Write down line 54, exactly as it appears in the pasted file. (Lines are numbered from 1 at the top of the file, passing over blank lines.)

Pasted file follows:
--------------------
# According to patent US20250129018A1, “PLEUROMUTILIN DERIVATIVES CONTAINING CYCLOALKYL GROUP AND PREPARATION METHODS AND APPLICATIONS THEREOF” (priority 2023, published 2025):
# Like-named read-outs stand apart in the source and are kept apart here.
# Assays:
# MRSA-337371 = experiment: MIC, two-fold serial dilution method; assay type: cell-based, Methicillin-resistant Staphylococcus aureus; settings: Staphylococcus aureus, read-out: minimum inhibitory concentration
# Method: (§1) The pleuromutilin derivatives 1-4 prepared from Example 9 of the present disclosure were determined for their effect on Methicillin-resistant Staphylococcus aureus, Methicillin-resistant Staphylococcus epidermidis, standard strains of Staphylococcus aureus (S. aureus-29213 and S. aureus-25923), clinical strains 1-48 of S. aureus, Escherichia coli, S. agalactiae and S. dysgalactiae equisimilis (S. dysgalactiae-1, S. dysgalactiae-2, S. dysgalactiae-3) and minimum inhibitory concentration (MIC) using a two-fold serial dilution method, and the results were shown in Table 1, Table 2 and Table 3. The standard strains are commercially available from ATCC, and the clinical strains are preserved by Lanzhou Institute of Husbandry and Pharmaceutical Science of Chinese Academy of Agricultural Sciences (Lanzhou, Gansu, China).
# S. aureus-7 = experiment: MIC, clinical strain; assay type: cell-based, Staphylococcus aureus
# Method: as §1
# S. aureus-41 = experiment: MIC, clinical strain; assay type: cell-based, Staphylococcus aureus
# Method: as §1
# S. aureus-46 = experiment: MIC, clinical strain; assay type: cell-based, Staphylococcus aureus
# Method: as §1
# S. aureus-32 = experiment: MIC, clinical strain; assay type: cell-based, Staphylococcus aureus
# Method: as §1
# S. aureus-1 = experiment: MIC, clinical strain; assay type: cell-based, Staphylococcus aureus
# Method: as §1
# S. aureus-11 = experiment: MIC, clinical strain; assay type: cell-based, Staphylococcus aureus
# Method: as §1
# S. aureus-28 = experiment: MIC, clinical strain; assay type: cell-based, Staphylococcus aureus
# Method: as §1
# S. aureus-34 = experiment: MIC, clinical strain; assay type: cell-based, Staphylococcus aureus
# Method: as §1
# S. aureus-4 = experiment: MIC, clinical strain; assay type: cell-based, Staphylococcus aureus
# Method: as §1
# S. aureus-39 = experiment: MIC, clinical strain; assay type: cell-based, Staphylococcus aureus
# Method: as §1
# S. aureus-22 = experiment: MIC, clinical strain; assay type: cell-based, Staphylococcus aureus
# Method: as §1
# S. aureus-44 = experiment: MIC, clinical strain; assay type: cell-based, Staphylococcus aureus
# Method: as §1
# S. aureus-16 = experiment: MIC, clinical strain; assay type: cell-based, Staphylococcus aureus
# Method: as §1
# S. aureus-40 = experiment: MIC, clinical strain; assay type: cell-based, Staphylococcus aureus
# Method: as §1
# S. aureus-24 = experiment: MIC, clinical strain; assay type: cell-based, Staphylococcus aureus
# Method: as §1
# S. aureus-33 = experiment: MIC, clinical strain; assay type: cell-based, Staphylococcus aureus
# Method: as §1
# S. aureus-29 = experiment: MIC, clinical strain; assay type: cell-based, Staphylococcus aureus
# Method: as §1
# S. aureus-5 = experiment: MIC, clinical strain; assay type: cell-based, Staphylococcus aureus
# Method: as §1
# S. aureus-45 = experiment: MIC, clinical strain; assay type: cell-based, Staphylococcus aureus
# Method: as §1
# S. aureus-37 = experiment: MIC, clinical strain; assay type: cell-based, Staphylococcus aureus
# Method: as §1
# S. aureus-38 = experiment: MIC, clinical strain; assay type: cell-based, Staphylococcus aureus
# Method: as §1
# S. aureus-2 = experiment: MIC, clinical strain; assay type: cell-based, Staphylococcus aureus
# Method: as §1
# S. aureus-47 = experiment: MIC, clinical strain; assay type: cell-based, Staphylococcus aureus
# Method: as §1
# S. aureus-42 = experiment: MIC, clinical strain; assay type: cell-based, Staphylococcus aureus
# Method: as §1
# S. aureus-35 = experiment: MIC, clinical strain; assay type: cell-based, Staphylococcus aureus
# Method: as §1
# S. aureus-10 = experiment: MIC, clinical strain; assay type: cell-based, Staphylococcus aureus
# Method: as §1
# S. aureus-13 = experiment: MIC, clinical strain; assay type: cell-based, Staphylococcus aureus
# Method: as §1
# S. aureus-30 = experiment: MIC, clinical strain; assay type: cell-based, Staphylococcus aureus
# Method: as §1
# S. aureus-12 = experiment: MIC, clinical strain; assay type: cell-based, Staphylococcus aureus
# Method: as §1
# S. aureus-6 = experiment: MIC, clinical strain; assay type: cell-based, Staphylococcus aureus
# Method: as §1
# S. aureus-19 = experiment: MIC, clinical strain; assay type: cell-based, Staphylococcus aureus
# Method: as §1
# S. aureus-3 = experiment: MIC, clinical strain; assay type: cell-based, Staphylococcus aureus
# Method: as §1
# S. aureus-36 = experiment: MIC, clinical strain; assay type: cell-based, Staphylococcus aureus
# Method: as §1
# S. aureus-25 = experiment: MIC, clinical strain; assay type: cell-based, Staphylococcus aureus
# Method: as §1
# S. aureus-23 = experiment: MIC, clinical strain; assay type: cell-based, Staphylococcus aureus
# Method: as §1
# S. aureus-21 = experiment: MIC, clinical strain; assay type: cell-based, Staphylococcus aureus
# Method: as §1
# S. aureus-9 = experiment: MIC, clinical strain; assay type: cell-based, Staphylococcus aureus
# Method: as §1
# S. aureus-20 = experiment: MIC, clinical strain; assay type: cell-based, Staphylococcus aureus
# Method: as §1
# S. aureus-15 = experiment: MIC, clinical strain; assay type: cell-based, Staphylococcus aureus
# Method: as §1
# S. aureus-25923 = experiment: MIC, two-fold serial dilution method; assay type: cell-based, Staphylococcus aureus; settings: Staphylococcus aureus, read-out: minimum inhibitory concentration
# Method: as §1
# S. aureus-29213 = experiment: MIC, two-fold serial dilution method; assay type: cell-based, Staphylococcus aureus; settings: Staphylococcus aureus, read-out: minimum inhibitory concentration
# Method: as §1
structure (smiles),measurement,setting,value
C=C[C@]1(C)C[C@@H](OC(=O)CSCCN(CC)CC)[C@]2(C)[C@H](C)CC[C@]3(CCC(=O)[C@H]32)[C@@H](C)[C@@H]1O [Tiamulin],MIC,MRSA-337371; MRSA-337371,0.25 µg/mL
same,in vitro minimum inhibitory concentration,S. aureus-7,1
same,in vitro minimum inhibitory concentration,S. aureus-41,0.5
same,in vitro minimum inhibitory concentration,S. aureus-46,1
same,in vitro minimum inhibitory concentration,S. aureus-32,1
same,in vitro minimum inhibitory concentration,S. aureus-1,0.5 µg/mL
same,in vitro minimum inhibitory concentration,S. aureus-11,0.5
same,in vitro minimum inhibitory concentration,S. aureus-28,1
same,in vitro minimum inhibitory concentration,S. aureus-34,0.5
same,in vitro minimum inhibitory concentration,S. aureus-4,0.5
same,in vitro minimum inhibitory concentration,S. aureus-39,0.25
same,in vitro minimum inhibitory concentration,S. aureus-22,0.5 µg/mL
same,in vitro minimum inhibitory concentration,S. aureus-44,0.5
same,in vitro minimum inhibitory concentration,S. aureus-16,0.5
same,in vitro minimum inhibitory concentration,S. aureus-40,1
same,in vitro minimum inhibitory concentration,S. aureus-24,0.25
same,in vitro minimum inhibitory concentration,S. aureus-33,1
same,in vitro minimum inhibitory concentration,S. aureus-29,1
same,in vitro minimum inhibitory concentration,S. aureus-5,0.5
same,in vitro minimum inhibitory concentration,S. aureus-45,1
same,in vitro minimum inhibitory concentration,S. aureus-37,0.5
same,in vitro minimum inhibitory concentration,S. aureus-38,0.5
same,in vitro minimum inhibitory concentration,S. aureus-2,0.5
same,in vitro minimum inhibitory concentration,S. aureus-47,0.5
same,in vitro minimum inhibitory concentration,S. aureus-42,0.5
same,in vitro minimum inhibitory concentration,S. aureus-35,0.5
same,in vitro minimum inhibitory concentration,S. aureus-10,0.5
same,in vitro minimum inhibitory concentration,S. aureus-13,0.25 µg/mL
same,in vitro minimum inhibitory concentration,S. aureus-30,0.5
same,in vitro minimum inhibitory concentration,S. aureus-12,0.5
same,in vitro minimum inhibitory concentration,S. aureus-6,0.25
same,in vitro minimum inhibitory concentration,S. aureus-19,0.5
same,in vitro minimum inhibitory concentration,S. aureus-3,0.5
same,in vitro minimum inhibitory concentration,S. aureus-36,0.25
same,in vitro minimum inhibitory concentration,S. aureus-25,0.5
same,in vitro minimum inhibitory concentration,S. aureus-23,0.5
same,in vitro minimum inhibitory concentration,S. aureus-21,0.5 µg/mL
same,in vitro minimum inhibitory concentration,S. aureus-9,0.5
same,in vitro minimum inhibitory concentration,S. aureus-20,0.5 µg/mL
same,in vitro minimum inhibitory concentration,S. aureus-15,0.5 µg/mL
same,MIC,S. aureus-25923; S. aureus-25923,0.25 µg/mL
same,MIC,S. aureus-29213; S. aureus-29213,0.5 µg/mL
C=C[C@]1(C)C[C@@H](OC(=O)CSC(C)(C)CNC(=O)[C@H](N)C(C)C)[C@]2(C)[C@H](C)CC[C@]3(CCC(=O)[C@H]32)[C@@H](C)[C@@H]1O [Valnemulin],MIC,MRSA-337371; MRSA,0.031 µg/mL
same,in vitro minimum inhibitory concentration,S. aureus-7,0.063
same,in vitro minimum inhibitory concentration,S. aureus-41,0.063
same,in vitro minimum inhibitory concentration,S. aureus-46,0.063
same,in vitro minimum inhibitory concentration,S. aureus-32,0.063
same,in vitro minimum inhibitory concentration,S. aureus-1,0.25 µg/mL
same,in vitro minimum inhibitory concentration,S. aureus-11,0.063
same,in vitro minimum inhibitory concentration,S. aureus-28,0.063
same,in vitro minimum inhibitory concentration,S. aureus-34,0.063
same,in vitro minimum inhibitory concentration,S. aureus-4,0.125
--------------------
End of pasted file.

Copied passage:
# S. aureus-35 = experiment: MIC, clinical strain; assay type: cell-based, Staphylococcus aureus